Diagnosing my social anxiety disorder

Sarah21st January 202110 min

Social anxiety is an anxiety disorder, check out this brief overview here: https://www.nhs.uk/conditions/social-anxiety/

I always thought my symptoms of social anxiety were just my personality. I wished to be different and wondered why I wasn’t like my friends, but always determined that’s just who I was and I would have to accept it. I noticed some symptoms in school and sixth-form, but when I moved out of my family home for uni and was forced to be independent, it triggered me to get a diagnosis. I’ll talk about some of my symptoms and how it affected my life in other blog posts, but it was predominantly a belief/ fear that I was always being judged negatively, inability to go places by myself or having anxiety attacks when I did.

The first time I heard of social anxiety, I was around 17 and a friend’s boyfriend was diagnosed with it. The diagnosis baffled me at the time as I knew him as a friendly and somewhat confident lad and thought social anxiety must be where you’re super nervous, quiet and awkward all the time? I can’t remember if I googled it and it didn’t come back up in my thoughts again until a few years later.

Skip forward a few years and I was crying in bed, feeling really fed up with myself and how my behaviour and beliefs were holding me back. I was in my third year of uni and it had already caused me to miss out on opportunities - I really wanted to make the most of my final year. I don’t remember what made me think of it, but I googled social anxiety looking for answers. I scrolled through the NHS website and resonated with lots of the symptoms. I felt some kind of relief that actually, just maybe, this wasn’t my personality and it was something that I could work on and change. When I told some people I think I might have social anxiety, they didn’t know anything about it and just asked ‘what are you nervous about?’. I couldn’t explain, as it’s more than just feeling nervous about something. It felt dismissive, like I’d found the box I fit in and was being told that still wasn’t my box? I discussed it with one of my best friends (who had some knowledge on anxiety) and she reassured me that I should discuss my self-diagnosis with a Doctor.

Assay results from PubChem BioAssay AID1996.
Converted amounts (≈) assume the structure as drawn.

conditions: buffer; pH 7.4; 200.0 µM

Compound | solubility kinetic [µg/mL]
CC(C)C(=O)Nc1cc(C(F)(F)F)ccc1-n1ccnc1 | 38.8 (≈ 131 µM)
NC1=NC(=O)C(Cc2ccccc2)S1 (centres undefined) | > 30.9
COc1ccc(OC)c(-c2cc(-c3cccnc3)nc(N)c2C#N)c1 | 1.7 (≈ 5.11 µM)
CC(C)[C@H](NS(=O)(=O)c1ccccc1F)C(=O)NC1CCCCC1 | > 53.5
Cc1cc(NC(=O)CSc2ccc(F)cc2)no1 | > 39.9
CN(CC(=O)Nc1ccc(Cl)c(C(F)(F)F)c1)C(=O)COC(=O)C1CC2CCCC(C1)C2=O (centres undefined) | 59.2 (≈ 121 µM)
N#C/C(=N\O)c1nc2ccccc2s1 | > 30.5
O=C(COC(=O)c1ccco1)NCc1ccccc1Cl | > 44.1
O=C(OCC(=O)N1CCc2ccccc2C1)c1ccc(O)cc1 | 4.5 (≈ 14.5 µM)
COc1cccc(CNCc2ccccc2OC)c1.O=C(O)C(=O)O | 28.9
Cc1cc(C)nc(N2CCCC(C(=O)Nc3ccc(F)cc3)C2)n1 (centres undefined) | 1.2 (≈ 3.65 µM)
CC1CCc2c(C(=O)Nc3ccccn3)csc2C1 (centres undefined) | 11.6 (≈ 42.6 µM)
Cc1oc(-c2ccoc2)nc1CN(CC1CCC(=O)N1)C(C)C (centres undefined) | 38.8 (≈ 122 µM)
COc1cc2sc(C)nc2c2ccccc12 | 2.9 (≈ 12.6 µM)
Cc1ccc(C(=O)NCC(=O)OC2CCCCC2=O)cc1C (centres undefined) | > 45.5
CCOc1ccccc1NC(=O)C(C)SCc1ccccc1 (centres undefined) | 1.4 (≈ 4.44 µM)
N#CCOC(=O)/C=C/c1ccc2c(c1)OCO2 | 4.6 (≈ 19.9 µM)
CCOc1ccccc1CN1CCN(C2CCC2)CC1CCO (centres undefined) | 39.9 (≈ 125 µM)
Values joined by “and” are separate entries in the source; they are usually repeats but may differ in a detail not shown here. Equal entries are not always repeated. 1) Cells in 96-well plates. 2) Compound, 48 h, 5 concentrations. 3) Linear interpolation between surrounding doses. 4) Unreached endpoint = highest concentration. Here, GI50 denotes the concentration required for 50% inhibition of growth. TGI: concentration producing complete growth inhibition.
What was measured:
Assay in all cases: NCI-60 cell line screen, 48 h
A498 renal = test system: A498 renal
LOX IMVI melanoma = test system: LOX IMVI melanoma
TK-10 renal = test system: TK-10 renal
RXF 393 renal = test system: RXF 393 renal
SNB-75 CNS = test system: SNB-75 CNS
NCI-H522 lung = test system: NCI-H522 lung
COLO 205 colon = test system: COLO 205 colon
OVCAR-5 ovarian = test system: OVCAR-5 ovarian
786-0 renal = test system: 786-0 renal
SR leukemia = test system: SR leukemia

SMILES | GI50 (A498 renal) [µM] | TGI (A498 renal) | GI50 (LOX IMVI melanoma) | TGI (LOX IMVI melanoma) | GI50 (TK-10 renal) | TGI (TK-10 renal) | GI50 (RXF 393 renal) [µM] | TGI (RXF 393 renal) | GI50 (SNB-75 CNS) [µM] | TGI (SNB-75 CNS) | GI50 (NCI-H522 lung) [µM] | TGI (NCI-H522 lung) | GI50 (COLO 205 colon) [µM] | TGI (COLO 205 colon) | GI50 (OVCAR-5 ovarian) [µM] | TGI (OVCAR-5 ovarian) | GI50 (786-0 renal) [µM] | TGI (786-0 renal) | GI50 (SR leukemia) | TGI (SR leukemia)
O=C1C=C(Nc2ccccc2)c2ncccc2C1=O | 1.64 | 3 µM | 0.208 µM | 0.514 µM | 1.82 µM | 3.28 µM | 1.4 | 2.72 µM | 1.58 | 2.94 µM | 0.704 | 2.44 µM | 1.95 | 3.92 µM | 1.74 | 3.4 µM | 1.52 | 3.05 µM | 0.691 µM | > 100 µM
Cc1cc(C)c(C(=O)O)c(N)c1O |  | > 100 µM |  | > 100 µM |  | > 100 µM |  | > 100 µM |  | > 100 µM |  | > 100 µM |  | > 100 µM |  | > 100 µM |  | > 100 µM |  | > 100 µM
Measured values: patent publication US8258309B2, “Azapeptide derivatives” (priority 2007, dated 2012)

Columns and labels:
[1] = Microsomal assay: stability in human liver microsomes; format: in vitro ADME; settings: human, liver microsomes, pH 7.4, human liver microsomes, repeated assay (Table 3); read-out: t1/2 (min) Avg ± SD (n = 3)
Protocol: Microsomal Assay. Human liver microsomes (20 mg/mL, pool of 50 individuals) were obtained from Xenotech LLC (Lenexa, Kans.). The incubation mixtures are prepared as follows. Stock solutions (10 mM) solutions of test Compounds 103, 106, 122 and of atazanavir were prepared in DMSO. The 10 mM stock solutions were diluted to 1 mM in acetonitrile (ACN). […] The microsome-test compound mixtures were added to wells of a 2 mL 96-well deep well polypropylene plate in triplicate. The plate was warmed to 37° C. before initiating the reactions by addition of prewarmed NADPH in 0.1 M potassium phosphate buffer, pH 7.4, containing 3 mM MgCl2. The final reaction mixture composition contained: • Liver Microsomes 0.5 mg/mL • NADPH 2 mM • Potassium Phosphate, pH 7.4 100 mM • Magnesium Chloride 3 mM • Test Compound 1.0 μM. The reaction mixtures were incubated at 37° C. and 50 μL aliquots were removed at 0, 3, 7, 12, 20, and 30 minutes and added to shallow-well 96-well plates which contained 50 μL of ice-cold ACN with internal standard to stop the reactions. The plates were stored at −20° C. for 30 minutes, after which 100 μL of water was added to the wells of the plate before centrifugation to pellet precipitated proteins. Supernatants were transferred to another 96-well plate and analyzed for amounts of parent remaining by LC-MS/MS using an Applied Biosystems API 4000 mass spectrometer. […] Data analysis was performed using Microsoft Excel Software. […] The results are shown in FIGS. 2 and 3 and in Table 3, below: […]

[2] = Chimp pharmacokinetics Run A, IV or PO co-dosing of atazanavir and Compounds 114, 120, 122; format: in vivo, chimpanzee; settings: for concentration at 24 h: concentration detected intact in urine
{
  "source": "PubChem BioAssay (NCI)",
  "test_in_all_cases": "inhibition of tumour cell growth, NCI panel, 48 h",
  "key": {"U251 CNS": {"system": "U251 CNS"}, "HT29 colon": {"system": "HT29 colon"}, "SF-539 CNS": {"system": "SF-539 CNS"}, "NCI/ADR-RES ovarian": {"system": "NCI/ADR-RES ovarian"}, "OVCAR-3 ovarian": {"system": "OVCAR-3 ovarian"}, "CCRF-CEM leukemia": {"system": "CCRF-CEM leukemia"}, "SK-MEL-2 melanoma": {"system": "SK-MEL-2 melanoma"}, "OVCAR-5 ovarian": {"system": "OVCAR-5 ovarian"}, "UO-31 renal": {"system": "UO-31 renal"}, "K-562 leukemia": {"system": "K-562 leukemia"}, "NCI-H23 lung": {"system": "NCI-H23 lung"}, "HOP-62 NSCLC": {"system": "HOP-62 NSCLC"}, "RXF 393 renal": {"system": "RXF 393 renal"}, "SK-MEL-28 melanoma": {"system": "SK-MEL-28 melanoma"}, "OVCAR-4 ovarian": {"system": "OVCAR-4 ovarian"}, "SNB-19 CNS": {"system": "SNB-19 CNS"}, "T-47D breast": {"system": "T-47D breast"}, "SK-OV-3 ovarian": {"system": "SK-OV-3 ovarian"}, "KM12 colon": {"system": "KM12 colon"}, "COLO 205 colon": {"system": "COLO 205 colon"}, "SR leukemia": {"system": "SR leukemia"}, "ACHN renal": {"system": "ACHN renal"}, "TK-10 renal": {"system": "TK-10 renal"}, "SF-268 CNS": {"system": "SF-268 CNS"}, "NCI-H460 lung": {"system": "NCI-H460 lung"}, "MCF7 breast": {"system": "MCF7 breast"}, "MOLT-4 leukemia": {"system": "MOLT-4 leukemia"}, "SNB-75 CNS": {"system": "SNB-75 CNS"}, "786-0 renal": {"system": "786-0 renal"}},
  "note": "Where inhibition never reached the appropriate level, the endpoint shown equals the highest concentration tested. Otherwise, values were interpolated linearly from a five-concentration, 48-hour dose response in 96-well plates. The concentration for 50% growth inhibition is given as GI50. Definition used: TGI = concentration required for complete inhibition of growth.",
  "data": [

I built up the courage to visit a Doctor to discuss my self-diagnosis of social anxiety (bearing in mind that visiting the doctors/ waiting rooms were a trigger for my anxiety in the first place). I was holding back tears the entire time. What if they think I’m just being dramatic? I nervously explained how I was feeling and the doctor agreed this could be the diagnosis. They prescribed me a low dose of some anxiety medicine and gave me a list of Cognitive Behavioural Therapy (CBT) practitioners to call. I told him I find phone calls really hard (another symptom of my anxiety) and was there no way he could make the referral, or a friend could call on my behalf? ‘No’ he said, it has to be me. Followed by something along the lines of ‘give it a week and then try’ (eyeroll). I think that opens up a whole new conversation about how Doctors deal with mental health problems, but that’s not for discussion today. I was choked up and had actual tears in my eyes at this point. Just as I felt I was getting somewhere, it felt like I was back at square one if I wasn’t able to access the support that could help me (I’ll write a seperate post on treatment). I took the prescription and list of therapists and left with mixed feelings. 

I was glad I finally had a diagnosis. Labels can be unhelpful for some people and others will find them useful. For me, I liked being able to put a label on what I was feeling and almost separate myself from my mental health problem - I am not social anxiety, I just have social anxiety. I felt some hope that I wouldn’t feel this way forever and proud of myself for making the first step to getting treatment. On the other hand there was still nerves and ambiguity over my treatment journey. 

Getting a diagnosis was a scary part of the journey, but I felt better after doing it and it’s something that benefited me in the long run - if I can do it, you can too! You could take someone with you if it makes you feel more comfortable, even if they stay in the waiting room or travel there with you and leave. 

I also want to add, phoning a therapist is not the only way to get support, as my doctor had told me, so please don’t let that put you off getting help if you need it. You can look online to Find NHS psychological therapies services (IAPT), including cognitive behavioural therapy (CBT) services in your local area (who sometimes take self-referrals and sometimes need a GP referral) or get support from registered mental health charities and organisations without needing a GP’s diagnosis.  

‘The first step to getting anywhere is deciding you’re no longer willing to stay where you are’.

Sarah from Anxious Extrovert x

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